Both President Obama and his challenger took on the role of Healer in Chief as they reacted to the mass murder in a Colorado movie theater. The two men spoke of common humanity in a way that Americans may long to hear in the contentious days ahead in the presidential race.
Campaign professionals had expected the two candidates to dial back their harsh rhetoric—about Romney’s unreleased taxes and Obama’s thoughts on government support of small business—a week from now. That is when the Olympic Games begin and operatives calculate that voters will be tuned to the athletes and expected American triumphs — leaving them in no mood for political brawling.
The shooting that left 12 dead made it imperative for both camps to adopt a more civil, humane tone ahead of schedule.
“This campaign had been like a boxing match, with absolutely no restraint on both sides in the last few days, pummeling each other full force,” said Steve Schmidt, who headed Sen. John McCain’s campaign team four years ago. “Now, with this terrible event, it’s like the bell rang a little early and you are going to see the combat ramped down a bit.”
The two camps both pledged to take down the heavy blocks of advertising they had in rotation in the battleground state of Colorado. That may be one of the last respites from advertising, with 109 days left in the race.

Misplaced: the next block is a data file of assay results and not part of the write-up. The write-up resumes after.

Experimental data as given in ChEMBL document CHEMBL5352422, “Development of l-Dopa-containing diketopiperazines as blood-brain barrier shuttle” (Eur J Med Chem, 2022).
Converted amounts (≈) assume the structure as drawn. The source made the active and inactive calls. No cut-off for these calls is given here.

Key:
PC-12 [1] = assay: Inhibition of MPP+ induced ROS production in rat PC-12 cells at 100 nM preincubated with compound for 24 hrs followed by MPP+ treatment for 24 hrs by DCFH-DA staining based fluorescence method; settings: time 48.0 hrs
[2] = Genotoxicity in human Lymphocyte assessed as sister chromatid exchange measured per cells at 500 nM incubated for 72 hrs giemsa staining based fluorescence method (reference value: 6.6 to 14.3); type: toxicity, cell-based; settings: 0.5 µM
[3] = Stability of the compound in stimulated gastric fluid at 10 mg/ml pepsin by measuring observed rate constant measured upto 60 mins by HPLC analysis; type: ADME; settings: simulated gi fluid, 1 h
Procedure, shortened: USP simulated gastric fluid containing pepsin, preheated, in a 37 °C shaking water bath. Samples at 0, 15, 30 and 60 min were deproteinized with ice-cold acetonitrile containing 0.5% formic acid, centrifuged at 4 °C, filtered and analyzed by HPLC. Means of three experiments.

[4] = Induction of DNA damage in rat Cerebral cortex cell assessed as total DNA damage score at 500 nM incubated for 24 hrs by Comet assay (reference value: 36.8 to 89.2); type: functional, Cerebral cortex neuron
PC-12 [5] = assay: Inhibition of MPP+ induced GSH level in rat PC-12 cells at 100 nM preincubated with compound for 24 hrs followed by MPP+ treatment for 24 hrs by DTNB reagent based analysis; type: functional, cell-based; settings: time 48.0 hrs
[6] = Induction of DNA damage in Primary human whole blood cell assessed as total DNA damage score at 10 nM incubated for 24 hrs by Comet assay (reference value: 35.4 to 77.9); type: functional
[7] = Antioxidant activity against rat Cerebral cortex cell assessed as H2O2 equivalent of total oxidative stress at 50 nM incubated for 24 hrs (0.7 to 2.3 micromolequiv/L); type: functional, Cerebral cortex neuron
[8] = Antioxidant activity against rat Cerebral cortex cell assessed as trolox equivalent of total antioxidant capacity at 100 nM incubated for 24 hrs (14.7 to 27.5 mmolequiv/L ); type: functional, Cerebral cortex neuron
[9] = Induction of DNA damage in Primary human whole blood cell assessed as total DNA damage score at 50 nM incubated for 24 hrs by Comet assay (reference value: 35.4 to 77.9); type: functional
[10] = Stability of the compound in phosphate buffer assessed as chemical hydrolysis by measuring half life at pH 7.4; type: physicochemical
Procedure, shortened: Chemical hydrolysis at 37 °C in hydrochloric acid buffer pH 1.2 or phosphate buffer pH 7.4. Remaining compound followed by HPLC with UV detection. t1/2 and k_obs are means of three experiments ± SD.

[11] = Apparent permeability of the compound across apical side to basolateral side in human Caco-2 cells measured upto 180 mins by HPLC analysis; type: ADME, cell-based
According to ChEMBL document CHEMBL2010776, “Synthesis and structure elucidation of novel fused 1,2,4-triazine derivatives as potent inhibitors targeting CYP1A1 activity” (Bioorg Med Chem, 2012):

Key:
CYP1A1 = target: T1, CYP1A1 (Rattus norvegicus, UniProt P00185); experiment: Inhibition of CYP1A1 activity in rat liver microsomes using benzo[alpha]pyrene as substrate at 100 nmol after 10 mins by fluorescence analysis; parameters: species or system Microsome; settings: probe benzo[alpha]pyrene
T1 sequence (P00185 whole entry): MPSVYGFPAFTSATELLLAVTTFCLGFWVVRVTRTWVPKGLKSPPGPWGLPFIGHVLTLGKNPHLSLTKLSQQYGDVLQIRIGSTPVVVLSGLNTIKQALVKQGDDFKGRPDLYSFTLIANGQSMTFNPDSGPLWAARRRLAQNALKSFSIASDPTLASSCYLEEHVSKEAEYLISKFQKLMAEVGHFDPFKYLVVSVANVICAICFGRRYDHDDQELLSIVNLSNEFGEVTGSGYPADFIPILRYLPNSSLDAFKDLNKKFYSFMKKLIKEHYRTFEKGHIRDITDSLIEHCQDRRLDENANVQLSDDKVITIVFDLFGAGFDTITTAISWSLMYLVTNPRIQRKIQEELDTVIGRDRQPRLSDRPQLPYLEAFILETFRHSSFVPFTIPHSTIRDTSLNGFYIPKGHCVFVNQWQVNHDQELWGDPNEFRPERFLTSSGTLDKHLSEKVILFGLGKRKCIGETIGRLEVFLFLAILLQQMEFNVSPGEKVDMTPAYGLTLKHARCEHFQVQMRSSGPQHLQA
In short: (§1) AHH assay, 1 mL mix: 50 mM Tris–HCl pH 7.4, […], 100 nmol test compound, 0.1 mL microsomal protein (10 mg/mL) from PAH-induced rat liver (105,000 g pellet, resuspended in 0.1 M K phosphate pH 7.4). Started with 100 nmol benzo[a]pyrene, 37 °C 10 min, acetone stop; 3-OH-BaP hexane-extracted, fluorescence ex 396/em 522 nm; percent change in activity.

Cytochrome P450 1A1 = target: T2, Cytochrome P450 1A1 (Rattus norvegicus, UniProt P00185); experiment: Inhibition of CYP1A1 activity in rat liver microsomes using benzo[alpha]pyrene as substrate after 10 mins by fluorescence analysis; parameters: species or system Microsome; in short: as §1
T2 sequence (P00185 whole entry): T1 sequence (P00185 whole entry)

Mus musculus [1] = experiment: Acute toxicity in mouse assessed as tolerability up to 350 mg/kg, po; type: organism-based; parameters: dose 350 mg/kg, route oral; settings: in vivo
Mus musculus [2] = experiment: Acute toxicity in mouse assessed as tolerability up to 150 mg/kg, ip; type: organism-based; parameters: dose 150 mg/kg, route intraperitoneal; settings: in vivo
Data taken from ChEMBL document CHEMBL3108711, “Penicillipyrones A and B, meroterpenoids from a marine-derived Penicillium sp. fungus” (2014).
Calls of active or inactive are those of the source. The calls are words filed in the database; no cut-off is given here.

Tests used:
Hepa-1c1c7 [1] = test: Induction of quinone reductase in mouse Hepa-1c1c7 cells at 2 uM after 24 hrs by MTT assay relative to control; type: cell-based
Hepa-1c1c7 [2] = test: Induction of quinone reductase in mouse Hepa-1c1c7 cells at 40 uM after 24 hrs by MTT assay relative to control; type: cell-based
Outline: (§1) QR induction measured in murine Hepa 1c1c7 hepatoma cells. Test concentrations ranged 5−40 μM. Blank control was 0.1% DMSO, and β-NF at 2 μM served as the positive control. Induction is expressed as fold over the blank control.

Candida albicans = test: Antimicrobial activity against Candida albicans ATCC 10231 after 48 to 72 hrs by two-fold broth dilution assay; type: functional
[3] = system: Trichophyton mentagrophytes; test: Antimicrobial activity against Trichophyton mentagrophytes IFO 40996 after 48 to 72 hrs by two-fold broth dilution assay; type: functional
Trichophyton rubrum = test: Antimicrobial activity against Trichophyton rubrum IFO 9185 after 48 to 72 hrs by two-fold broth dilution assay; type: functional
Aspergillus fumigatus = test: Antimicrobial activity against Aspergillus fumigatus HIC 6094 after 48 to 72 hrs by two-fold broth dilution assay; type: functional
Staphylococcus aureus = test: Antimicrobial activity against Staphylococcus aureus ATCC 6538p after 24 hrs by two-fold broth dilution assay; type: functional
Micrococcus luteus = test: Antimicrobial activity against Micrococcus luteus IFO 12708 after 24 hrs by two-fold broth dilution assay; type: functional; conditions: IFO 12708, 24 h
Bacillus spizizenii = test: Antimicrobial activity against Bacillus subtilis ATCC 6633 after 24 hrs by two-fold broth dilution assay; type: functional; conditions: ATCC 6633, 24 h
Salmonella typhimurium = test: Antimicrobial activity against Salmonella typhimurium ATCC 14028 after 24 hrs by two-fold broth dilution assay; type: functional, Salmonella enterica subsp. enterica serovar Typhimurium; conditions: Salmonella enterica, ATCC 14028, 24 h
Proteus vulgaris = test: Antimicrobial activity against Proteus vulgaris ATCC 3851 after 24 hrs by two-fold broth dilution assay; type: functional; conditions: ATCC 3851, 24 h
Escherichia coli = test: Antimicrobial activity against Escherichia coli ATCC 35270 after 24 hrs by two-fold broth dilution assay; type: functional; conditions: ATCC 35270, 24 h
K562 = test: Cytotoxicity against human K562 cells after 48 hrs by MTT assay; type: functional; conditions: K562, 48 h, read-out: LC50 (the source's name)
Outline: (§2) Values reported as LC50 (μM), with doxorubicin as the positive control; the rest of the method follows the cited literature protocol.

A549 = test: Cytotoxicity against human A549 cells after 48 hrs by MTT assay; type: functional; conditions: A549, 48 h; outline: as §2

Although political professionals hesitate to talk about advantage in times of tragedy, presidents are seen as having the advantage given the magisterial role that comes with the office. Obama struck the expected notes of sadness and national unity. Romney, who had spoken many times to grieving families as the head of several congregations in his church, also seemed at ease with the weighty subject of the day.
“The people we lost in Aurora loved and they were loved,” Obama said from what was to have been a campaign rally in Fort Myers, Fla. “They were mothers and fathers; they were husbands and wives; sisters and brothers; sons and daughters, friends and neighbors. They had hopes for the future and they had dreams that were not yet fulfilled.”
Romney’s condolences came a short time later, from New Hampshire.
“I stand before you today not as a man running for office but as a father and grandfather, a husband, an American,” he said. “This is a time for each of us to look into our hearts and remember how much we love one another and how much we love and how much we care for our great country. There’s so much love and goodness in the heart of America.”
Four years ago Obama and McCain briefly put aside fierce feuding over the causes and corrective measure needed for the financial calamity facing the nation. They appeared together at ground zero in New York to commemorate the seventh anniversary of the 9/11 terror attacks.